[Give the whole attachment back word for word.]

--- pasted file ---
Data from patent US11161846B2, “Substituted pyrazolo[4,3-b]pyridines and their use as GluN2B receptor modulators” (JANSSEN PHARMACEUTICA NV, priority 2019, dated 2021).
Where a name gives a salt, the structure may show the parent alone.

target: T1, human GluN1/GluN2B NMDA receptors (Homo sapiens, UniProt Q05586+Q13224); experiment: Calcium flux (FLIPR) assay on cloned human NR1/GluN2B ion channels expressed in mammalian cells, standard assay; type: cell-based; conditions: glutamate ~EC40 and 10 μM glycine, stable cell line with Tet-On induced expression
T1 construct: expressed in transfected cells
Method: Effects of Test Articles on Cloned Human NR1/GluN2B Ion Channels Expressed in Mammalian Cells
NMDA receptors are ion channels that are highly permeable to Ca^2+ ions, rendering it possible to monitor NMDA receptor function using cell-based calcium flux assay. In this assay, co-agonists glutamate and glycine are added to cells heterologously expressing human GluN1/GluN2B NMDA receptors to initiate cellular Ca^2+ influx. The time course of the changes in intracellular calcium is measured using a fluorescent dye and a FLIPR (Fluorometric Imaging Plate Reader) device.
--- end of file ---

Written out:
Data from patent US11161846B2, “Substituted pyrazolo[4,3-b]pyridines and their use as GluN2B receptor modulators” (JANSSEN PHARMACEUTICA NV, priority 2019, dated 2021).
Where a name gives a salt, the structure may show the parent alone.

target: T1, human GluN1/GluN2B NMDA receptors (Homo sapiens, UniProt Q05586+Q13224); experiment: Calcium flux (FLIPR) assay on cloned human NR1/GluN2B ion channels expressed in mammalian cells, standard assay; type: cell-based; conditions: glutamate ~EC40 and 10 μM glycine, stable cell line with Tet-On induced expression
T1 construct: expressed in transfected cells
Method: Effects of Test Articles on Cloned Human NR1/GluN2B Ion Channels Expressed in Mammalian Cells
NMDA receptors are ion channels that are highly permeable to Ca^2+ ions, rendering it possible to monitor NMDA receptor function using cell-based calcium flux assay. In this assay, co-agonists glutamate and glycine are added to cells heterologously expressing human GluN1/GluN2B NMDA receptors to initiate cellular Ca^2+ influx. The time course of the changes in intracellular calcium is measured using a fluorescent dye and a FLIPR (Fluorometric Imaging Plate Reader) device.